By Ori Lewis, Reuters, Feb. 8, 2008
JERUSALEM (Reuters) - Israel said on Friday it had cut electricity supplies to Gaza as part of a campaign against militant attacks but stressed the reduction was minimal, amid international criticism.
It is the latest Israeli step to increase pressure on Gaza, ruled by Hamas Islamists since June, and follows Hamas's claim of responsibility for a suicide bombing in southern Israel on Monday, the first claimed by the group since 2004.
Israeli Infrastructure Minister Binyamin Ben-Eliezer said Hamas wanted to provoke Israeli forces into going back into the Gaza Strip but that he preferred using "economic measures".
Shlomo Dror, spokesman for Defense Minister Ehud Barak, said Israel trimmed the flow of electricity overnight by 5 percent on one of 10 high-power lines. The reduction amounted to less than 1 percent of the 124 megawatts that Israel supplies to Gaza.
Israel said its goal in reducing the electricity supply was to disconnect gradually from the coastal territory, which Hamas Islamists seized by force after routing secular Fatah forces loyal to Palestinian President Mahmoud Abbas.
Dror said more cuts could be made after further evaluation.
"This is a signal to the Palestinians that we see their conduct in Gaza and that we want to continue the disengagement process. I hope they will focus their effort on getting new sources of energy instead of developing ... rockets," Dror said.
At least 36 rockets and mortars were fired at southern Israel from Gaza on Friday, an Israeli army spokeswoman said, causing damage and minor injuries.
Israel temporarily halted fuel deliveries to Gaza's main power plant last month but quickly restored supplies after facing international criticism for blackouts in Gaza City.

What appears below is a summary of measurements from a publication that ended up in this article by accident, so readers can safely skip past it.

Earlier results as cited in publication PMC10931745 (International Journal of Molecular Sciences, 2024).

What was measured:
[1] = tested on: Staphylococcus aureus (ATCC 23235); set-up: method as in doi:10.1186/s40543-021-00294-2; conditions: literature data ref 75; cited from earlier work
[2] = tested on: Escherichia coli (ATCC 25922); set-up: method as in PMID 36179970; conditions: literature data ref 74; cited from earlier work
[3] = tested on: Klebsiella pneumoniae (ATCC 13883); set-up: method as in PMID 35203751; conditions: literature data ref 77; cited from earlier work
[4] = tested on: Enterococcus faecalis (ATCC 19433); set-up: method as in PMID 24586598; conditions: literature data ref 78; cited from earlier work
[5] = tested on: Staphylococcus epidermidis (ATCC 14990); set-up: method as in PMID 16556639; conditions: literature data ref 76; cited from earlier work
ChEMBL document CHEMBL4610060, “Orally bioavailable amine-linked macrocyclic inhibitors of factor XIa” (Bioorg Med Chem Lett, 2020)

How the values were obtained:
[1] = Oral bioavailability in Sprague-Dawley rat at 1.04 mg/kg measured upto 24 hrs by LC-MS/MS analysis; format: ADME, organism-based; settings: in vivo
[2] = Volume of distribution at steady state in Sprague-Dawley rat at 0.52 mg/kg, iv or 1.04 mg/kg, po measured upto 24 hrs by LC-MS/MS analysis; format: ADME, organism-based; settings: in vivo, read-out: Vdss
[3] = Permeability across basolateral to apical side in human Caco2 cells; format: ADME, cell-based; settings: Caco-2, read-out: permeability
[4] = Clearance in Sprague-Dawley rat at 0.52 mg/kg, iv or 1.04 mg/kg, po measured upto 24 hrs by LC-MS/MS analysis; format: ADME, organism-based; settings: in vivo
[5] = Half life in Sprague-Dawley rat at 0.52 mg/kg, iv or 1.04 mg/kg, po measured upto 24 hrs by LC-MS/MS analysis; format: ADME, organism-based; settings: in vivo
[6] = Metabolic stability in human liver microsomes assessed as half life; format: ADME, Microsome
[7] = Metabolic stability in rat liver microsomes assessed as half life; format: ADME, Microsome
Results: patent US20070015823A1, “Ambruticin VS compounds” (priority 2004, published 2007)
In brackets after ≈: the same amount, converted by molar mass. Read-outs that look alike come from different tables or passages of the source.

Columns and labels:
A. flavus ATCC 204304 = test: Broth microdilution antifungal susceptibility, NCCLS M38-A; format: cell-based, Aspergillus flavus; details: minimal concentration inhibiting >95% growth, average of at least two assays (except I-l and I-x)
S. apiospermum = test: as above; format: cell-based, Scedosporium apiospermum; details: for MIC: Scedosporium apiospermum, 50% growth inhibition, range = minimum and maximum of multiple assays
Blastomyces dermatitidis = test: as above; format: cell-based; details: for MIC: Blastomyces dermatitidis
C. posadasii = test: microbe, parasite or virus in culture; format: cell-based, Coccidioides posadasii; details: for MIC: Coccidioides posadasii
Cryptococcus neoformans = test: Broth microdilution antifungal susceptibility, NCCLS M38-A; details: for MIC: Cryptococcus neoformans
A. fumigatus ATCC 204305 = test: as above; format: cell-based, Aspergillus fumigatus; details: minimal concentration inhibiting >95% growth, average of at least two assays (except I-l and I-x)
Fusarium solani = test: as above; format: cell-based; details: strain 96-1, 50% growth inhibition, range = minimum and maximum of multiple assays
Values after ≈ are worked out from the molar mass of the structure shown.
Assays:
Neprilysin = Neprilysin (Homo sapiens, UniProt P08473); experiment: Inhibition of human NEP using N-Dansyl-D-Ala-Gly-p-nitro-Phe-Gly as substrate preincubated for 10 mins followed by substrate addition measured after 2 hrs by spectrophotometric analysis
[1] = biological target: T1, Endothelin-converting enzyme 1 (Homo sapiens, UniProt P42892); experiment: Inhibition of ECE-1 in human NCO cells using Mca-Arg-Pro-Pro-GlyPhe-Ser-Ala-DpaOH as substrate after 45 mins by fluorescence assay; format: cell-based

The United Nations and some human rights groups have criticized Israeli fuel and electricity cuts as "collective punishment" against Gaza's 1.5 million residents.
Israel's deputy defense minister, Matan Vilnai, said Israel was "trying to reduce the Gaza Strip's dependence on Israel in many fields", and that the electricity reductions were backed by Israel's highest court.
Israel occupied the Gaza Strip in 1967 and pulled troops and settlers out in 2005 but still controls its northern and eastern borders, airspace and coastal waters.
Apart from Israel's 124 megawatts, a local power station in Gaza City produces 64 megawatts and Egypt supplies 17 megawatts, Israel's defense ministry said.
A U.S. State Department spokesman commented: "We understand Israel's right to defend itself, but we do not think that actions should be taken that would infringe upon or worsen the humanitarian situation for the civilian population in Gaza."
Britain's ministers of foreign affairs and international development said: "We call on the Government of Israel to reverse its decision immediately, to avoid any further planned cuts, and to fulfill its obligations under international law."
Their statement also condemned violence against Israeli civilians, including Monday's suicide bombing and rocket fire.
After Hamas blasted open Gaza's border with Egypt last month in defiance of an Israeli blockade, Vilnai suggested Israel should wash its hands of Gaza altogether by handing over the supply of electricity, water and medicine to others.
Hamas has suggested that Gaza sever links with Israel and turn to Egypt. That idea has drawn opposition from Abbas, who wants a unified Palestinian state in the West Bank and Gaza.
Egypt re-sealed the border with Gaza on Sunday.
(Additional reporting Avida Landau; editing by Andrew Roche)